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2014 Nissan GT-R

07:01AM - 11.07.'13

News Source: autoblog.com

 

There are only a handful of vehicles in existence that can change you permanently – ones that have the power to rewire your concept of speed to fit their definition. Some five years after the Nissan GT-R legally touched down here in the US for the first time, the coupe is still bending perceptions of what it means to be a supercar in the modern age. For 2014, engineers reworked the GT-R's twin-turbocharged 3.8-liter V6 engine for more power, tweaked the transmission and massaged the suspension for ever more speed. Yes, that's right, I said more speed.

The changes have sharpened one of the best performance buys on the market into a weapons-grade track assault vehicle that just so happens to be street legal. More than ever, this is a car that rankles established supercar players with names like Lamborghini, Ferrari and Porsche, and does so with a Nissan badge on the hood.

Those chunky, 20-inch RAYS forged aluminum rollers look built to turn the weighted wheels of time.

Aesthetically, the GT-R hasn't changed all that much since the car first bowed, but that doesn't stop onlookers from busting out their cell-phone cameras at every stop light. I've had the pleasure of driving some incredibly expensive and rare vehicles, and none have courted attention the way the 2013 Nissan GT-R does. The car is still downright stunning, and in the flesh, there's no avoiding just how much gravity this thing generates. With all of its weight thrown down low into those wide front fenders and a flared tail end, the GT-R has all the pull of a neutron star. The car rolls down the freeway cocooned in an orbiting cloud of eyeballs.

And much of that draw comes from how clearly the GT-R communicates its purpose. Those chunky, 20-inch RAYS forged aluminum rollers look built to turn the weighted wheels of time, and the gleaming bronze six-piston Brembo monoblock calipers up front peek through the spokes to hint at industrial levels of brake force. The front rotors are a batty 15.35-inches across and 1.28-inches thick. Out back, engineers fitted the GT-R with four-piston Brembo monoblocks that squeeze 15-inch discs. It's the kind of hardware you need to repeatedly bring a 3,829-pound missile down from speed.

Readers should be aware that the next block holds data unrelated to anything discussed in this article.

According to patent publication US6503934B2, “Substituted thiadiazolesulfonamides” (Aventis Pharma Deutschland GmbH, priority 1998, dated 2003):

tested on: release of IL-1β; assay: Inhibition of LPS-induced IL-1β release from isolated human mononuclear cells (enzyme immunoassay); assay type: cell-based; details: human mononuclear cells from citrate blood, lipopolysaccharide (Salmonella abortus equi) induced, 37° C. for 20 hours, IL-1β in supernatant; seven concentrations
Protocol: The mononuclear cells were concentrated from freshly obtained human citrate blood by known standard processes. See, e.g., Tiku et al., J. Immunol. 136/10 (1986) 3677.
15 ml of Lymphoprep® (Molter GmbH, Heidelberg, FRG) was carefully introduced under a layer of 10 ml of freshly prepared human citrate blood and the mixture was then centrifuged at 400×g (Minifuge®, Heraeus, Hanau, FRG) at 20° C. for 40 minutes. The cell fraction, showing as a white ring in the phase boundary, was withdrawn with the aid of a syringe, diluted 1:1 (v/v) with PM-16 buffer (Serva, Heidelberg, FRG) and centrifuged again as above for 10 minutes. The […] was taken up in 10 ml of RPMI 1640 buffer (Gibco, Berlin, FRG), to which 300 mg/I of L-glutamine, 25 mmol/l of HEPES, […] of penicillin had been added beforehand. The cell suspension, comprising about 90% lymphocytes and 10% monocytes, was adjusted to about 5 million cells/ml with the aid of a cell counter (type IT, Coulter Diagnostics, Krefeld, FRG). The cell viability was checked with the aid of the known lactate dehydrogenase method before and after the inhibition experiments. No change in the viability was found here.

As much as its base price has risen over the years, the GT-R is still a "budget" supercar.

Other manufacturers have turned to carbon ceramic rotors to handle stopping duties on their high-end sports cars, but Nissan very wisely stuck with steel on the GT-R. While carbon discs offer all sorts of benefits when it comes to longevity and performance, the bits also add substantial cost. Carbon may be en vogue, but tacking another $7,000 onto the MSRP of a GT-R simply isn't worth it. As much as its base price has risen over the years, the GT-R is still a 'budget' supercar, and the steel rotors found at each corner have no trouble hauling the car down from epic speed repeatedly and without fade. Even after an enthusiastic sprint up and down my favorite mountain, the brake pedal remained firm and confident. That same stretch of tarmac has made short work of substantially lighter vehicles.

Of course, the kids in the minivan next to me in traffic don't know what rotors or calipers are good for, but they do know the GT-R looks radically different than their dad's Camry, and that's enough to send the lot of them into a feeding-time-at-the-zoo frenzy at the site of the wicked Nissan. That burly exhaust note certainly doesn't help, either. Have a listen in the video, below. Inside, the cabin is a weird mix of class and off-the-shelf Nissan bits. If you're expecting to find a coddled luxury cockpit, point your pupils elsewhere. Yes, the seats are a gift from the car gods, offering excellent bolstering and plenty of comfort for long hauls in the saddle, and yes, like the dash, they're swaddled in supple leather. But there's also plenty of Altima-grade plastic sprayed throughout the interior, and the hard stuff squeaks and rattles with every wrinkle in the pavement. Nissan very smartly spiced things up with some real carbon fiber trim here and there, but the GT-R doesn't offer the kind of interior refinement you'd expect from something with a six-figure price tag.

The GT-R doesn't offer the kind of interior refinement you'd expect from something with a six-figure price tag.

But where the materials fall short, the electronic wizardry picks up the slack. The 2014 Nissan GT-R is still using the same multi-function display that first debuted with the model when it launched. It hasn't gotten any less cool in that time. If, like me, you grew up playing the Gran Turismo franchise, you'll immediately recognize the type face. Nissan turned to Polyphony Digital to design the interface, and the display has several user-configurable displays good for serving up a veritable cornucopia of information. Vehicle speed, transmission temperature, differential temperature, lateral g-force, throttle position and brake force can all be summoned at will. Hell, I'm amazed the thing doesn't tell me my body mass index.
 

 
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